Genetic tests for diagnostic, predictive and screening purposes are a routine part of clinical care in most modern healthcare systems, and as we discover more about the genetic determinants of our health, we can expect genetic testing to become more prevalent. At the same time, new technological advancements, lower costs and increased training and education will see genetic testing spread rapidly into routine clinical practice in countries with, to date, less advanced healthcare systems.

Despite major advances that have allowed the technical portion of genetic testing to become routine, the interpretation of clinical sequencing results remains a major challenge given the enormous amount of rare and unique genetic variation in the human population. Enabling patients to optimally benefit from genetic testing will require major advances in our understanding of genetic variation and its impact on health and disease. Open data sharing of patient genotypes and phenotypes is necessary to achieve these advances.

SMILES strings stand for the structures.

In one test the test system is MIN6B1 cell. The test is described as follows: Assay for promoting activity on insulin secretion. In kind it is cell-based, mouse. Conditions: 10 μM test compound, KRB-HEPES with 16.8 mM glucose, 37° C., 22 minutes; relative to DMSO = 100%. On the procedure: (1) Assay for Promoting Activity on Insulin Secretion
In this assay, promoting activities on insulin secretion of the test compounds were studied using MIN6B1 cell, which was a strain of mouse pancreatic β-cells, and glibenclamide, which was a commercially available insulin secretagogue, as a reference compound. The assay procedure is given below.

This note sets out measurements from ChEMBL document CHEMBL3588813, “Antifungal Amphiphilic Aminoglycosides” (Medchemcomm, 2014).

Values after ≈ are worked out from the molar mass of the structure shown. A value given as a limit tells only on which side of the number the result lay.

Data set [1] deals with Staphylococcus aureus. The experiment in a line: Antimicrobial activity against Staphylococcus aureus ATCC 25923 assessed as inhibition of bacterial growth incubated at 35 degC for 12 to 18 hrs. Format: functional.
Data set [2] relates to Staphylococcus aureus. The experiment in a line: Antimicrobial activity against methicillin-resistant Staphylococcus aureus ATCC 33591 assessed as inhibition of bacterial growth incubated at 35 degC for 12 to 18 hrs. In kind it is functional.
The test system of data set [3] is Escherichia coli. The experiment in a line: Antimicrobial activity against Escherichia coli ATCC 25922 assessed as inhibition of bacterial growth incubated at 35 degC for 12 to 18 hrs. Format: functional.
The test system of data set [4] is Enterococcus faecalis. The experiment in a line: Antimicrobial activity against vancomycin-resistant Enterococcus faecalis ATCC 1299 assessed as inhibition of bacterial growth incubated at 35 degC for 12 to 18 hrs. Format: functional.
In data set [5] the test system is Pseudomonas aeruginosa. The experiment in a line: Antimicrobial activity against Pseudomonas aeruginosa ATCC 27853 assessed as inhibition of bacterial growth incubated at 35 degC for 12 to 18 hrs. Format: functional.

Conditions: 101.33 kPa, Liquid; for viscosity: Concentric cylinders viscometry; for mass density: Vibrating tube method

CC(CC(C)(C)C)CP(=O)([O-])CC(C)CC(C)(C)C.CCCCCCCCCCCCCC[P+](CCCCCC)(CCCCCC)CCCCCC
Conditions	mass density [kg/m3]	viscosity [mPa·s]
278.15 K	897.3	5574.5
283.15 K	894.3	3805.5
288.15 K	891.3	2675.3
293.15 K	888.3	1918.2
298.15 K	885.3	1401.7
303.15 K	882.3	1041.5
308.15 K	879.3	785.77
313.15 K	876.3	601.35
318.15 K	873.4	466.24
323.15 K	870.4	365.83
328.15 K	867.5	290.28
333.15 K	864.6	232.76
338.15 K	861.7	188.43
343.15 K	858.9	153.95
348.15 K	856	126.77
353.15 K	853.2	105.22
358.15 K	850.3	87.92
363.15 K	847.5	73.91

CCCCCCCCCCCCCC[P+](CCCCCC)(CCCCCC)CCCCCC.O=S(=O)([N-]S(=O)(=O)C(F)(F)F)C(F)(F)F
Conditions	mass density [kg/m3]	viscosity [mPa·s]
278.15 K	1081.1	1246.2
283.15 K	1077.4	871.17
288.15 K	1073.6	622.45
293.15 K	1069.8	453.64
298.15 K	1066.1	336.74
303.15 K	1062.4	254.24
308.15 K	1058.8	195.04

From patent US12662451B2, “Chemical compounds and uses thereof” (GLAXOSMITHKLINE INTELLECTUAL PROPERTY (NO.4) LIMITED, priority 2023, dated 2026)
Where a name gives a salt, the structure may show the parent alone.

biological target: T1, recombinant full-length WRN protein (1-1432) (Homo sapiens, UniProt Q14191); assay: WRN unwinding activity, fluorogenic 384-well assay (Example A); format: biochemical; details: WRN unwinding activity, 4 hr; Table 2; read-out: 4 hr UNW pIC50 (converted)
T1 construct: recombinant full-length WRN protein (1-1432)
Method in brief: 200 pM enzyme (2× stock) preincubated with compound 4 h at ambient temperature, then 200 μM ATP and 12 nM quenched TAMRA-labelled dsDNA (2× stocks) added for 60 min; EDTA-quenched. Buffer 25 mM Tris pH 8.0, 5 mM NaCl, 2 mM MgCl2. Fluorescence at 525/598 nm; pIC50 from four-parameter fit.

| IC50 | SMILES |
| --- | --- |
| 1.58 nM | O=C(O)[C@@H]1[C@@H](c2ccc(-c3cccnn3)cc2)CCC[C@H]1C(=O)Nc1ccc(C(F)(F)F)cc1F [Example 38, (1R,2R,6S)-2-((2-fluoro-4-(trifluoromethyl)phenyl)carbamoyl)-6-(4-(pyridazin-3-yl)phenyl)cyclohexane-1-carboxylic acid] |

The Human Variome Project believes that all laboratories that undertake genetic testing for diagnostic, prognostic or screening purposes must share the molecular and phenotypic data generated or collected in the course of testing in an appropriate public database. Not sharing this data prevents comparative assessments of variant interpretations, reduces consensus building, decreases the quality of test interpretations, and allows for potential harm to patients. To this end, the Human Variome Project fully supports the recent American College of Medical Genetics and Genomics Position Statement on Public Disclosure of Clinically Relevant Genome Variants (http://short.variome.org/acmg-crgv-statement).